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Mike Brewer

Mike Brewer

Research Fellow

Education

PhD Economics, University of Essex, 2020
MSc Economics and Econometrics (Distinction), University of Bristol, 1997
BA Economics and Mathematics (1st class), University of Cambridge, 1996

Mike is Chief Economist and the Deputy Chief Executive of the Resolution Foundation, which is an independent think-tank, based in London, that is focused on improving the living standards of those living in the UK on low-to-middle incomes. Mike is also a visiting Professor at the London School of Economics and Political Science. His main research interests are in how welfare benefits, labour market programmes and the tax system affects decisions made by households. He has written widely about welfare reform, and especially the changes to social security benefits and tax credits proposed by the current UK Government. He has been a long-time proponent of a simpler and more integrated welfare system, and his work on an integrated benefit system has been acknowledged as having informed current government policy.

Academic outputs

Journal article | Economics Letters
Income inequality, as well as the impact of tax and benefit reforms on it, has typically been evaluated with respect to ‘snapshot’ incomes, measured over short periods such as one week or year.
IFS Working Paper W20/9
Many governments are considering expanding childcare subsidies to increase the labour force participation of parents (especially mothers) with young children.

Reports and comment

Briefing note
In this research we investigate who wins and loses from universal credit, and by how much. For the first time, we also look at the effects of universal credit on people’s incomes over eight years of their lives, rather than just at a point in time. This lets us look at the impact on those that ...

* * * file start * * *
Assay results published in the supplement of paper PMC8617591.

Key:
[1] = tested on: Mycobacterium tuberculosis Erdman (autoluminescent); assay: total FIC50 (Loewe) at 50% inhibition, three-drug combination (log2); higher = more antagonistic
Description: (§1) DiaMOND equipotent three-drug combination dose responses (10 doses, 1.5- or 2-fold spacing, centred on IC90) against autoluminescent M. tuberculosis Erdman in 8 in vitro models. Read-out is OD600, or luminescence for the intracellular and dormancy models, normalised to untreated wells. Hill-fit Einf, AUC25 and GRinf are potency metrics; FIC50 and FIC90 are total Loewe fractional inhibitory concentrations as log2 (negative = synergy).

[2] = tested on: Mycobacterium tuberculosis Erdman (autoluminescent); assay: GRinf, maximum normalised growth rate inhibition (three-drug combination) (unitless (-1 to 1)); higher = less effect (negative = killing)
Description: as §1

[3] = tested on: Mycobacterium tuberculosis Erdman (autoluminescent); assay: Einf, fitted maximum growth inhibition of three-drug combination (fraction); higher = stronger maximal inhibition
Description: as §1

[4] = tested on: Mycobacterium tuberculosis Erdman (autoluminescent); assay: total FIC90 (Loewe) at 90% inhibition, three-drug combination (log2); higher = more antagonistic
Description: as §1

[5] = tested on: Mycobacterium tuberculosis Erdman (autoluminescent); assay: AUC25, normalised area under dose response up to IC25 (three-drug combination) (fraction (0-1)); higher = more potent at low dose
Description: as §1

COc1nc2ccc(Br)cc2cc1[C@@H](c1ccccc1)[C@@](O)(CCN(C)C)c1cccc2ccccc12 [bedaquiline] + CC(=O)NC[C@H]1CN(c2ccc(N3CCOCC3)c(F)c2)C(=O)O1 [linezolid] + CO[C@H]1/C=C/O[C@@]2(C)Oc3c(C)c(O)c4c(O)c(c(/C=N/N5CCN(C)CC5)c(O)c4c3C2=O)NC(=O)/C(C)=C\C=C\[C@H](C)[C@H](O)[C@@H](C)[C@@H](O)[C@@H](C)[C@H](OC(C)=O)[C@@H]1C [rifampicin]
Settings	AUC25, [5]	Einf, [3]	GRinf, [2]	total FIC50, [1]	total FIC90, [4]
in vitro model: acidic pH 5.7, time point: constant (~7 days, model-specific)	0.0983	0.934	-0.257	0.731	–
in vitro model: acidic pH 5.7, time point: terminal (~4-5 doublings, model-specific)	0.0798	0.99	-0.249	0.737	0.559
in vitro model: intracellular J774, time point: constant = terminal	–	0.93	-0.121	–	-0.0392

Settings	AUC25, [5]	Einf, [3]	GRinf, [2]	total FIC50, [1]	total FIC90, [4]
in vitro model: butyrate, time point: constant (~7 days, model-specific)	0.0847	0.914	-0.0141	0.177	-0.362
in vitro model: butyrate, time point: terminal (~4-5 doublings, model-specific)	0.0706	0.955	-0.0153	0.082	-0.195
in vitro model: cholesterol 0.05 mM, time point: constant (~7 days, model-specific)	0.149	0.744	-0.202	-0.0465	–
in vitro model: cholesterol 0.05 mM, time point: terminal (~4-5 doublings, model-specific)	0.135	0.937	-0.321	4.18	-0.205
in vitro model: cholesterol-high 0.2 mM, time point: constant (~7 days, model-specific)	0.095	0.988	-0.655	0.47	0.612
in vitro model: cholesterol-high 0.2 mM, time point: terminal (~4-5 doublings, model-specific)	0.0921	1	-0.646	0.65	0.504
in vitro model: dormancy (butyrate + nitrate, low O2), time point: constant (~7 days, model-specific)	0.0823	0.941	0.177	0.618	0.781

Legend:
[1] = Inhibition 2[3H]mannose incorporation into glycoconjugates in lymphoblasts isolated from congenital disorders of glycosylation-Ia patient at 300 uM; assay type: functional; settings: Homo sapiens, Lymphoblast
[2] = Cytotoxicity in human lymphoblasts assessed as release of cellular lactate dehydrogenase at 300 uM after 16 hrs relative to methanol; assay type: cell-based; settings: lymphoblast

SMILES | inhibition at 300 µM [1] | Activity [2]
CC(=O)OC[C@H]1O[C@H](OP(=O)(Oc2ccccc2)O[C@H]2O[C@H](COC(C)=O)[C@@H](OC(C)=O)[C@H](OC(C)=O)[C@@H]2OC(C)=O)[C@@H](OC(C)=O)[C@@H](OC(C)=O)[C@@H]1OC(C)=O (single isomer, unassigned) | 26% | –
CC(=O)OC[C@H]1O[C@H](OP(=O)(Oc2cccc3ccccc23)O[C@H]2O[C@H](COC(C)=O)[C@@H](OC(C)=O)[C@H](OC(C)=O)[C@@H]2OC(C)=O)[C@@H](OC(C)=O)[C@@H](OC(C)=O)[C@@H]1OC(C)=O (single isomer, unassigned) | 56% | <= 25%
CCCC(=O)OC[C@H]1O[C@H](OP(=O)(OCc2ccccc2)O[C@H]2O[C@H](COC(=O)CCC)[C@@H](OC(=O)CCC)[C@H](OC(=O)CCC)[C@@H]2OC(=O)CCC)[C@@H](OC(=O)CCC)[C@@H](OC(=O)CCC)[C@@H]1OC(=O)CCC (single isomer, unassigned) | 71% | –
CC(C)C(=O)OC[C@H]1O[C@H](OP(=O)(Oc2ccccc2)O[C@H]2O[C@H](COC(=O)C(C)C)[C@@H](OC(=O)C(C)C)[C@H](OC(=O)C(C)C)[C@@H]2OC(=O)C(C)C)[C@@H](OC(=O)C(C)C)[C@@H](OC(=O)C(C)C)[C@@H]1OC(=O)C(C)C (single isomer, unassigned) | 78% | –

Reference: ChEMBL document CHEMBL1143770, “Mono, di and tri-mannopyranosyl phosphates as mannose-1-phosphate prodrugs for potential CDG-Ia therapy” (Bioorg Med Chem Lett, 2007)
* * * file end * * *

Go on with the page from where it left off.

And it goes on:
Briefing note
We examine the effectiveness of two time-limited in-work benefits. These were introduced in Great Britain in the early to mid 2000s and were known as ‘in work credit’ (IWC) and the ‘Employment Retention and Advancement demonstration’ (ERA).

Presentations

Presentation
At this event, speaker set out what we know, and what we need to know, about the very rich in the UK. Using a mixture of data from household surveys and data from tax authorities, the speakers looked at various characteristics of those at the top of the income distribution.
Presentation
This presentation was given by Mike Brewer at "Retention and progression in work: What do we still need to know?" on 24 May 2017.
( 277 results found )
Journal article | Economics Letters
Income inequality, as well as the impact of tax and benefit reforms on it, has typically been evaluated with respect to ‘snapshot’ incomes, measured over short periods such as one week or year.
IFS Working Paper W20/9
Many governments are considering expanding childcare subsidies to increase the labour force participation of parents (especially mothers) with young children.
Journal article | Fiscal Studies - Special Issue: 50th Anniversary of IFS
In‐work credits grew in popularity worldwide during the late 1990s and 2000s as a means of reforming welfare systems in ways that could both encourage work and reduce poverty.
Presentation
At this event, speaker set out what we know, and what we need to know, about the very rich in the UK. Using a mixture of data from household surveys and data from tax authorities, the speakers looked at various characteristics of those at the top of the income distribution.
Journal article | Journal of Urban Economics
Mike Brewer, James Browne, Carl Emmerson, Andrew Hood and Robert Joyce
This paper provides new evidence on the incidence of rent subsidies.
IFS Working Paper W19/14
A substantial body of research on the UK’s National Minimum Wage (NMW) has concluded that the the NMW has not had a detrimental effect on employment. This research has directly influenced, through the Low Pay Commission, the conduct of policy, including the subsequent introduction of the National ...
Briefing note
In this research we investigate who wins and loses from universal credit, and by how much. For the first time, we also look at the effects of universal credit on people’s incomes over eight years of their lives, rather than just at a point in time. This lets us look at the impact on those that ...
Press release
For the first time, IFS researchers look at the effects of universal credit on people’s incomes over the longer run as well as the short run.
IFS Working Paper W18/27
This paper provides an empirical account of the dynamic payoff to work and how it is affected by taxes and transfers.
Briefing note
We examine the effectiveness of two time-limited in-work benefits. These were introduced in Great Britain in the early to mid 2000s and were known as ‘in work credit’ (IWC) and the ‘Employment Retention and Advancement demonstration’ (ERA).